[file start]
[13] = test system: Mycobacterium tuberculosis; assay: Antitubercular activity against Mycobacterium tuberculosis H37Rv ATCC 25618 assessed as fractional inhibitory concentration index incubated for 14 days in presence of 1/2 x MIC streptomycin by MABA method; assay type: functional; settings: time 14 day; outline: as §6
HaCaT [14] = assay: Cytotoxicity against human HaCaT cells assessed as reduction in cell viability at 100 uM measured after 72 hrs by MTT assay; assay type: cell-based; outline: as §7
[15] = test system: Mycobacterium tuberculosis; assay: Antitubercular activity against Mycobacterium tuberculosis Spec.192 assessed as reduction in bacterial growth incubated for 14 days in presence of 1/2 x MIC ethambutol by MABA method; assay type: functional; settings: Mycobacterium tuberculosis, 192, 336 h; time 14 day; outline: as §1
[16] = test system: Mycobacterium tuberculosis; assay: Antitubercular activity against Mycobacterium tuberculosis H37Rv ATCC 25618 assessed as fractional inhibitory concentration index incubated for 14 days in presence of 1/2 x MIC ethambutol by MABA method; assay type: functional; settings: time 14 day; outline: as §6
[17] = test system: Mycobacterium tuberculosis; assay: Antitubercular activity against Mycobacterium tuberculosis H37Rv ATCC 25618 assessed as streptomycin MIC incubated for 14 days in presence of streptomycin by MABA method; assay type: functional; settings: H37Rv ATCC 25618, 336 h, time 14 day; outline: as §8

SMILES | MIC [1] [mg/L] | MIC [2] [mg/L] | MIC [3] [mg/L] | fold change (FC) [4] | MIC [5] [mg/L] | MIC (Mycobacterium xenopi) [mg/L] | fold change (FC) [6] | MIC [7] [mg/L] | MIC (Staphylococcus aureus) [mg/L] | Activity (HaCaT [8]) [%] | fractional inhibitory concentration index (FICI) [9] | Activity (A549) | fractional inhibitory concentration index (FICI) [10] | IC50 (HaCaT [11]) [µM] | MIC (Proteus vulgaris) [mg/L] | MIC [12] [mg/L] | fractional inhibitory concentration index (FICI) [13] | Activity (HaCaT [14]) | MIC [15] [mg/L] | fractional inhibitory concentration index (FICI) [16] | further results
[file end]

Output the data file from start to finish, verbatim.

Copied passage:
[13] = test system: Mycobacterium tuberculosis; assay: Antitubercular activity against Mycobacterium tuberculosis H37Rv ATCC 25618 assessed as fractional inhibitory concentration index incubated for 14 days in presence of 1/2 x MIC streptomycin by MABA method; assay type: functional; settings: time 14 day; outline: as §6
HaCaT [14] = assay: Cytotoxicity against human HaCaT cells assessed as reduction in cell viability at 100 uM measured after 72 hrs by MTT assay; assay type: cell-based; outline: as §7
[15] = test system: Mycobacterium tuberculosis; assay: Antitubercular activity against Mycobacterium tuberculosis Spec.192 assessed as reduction in bacterial growth incubated for 14 days in presence of 1/2 x MIC ethambutol by MABA method; assay type: functional; settings: Mycobacterium tuberculosis, 192, 336 h; time 14 day; outline: as §1
[16] = test system: Mycobacterium tuberculosis; assay: Antitubercular activity against Mycobacterium tuberculosis H37Rv ATCC 25618 assessed as fractional inhibitory concentration index incubated for 14 days in presence of 1/2 x MIC ethambutol by MABA method; assay type: functional; settings: time 14 day; outline: as §6
[17] = test system: Mycobacterium tuberculosis; assay: Antitubercular activity against Mycobacterium tuberculosis H37Rv ATCC 25618 assessed as streptomycin MIC incubated for 14 days in presence of streptomycin by MABA method; assay type: functional; settings: H37Rv ATCC 25618, 336 h, time 14 day; outline: as §8

SMILES | MIC [1] [mg/L] | MIC [2] [mg/L] | MIC [3] [mg/L] | fold change (FC) [4] | MIC [5] [mg/L] | MIC (Mycobacterium xenopi) [mg/L] | fold change (FC) [6] | MIC [7] [mg/L] | MIC (Staphylococcus aureus) [mg/L] | Activity (HaCaT [8]) [%] | fractional inhibitory concentration index (FICI) [9] | Activity (A549) | fractional inhibitory concentration index (FICI) [10] | IC50 (HaCaT [11]) [µM] | MIC (Proteus vulgaris) [mg/L] | MIC [12] [mg/L] | fractional inhibitory concentration index (FICI) [13] | Activity (HaCaT [14]) | MIC [15] [mg/L] | fractional inhibitory concentration index (FICI) [16] | further results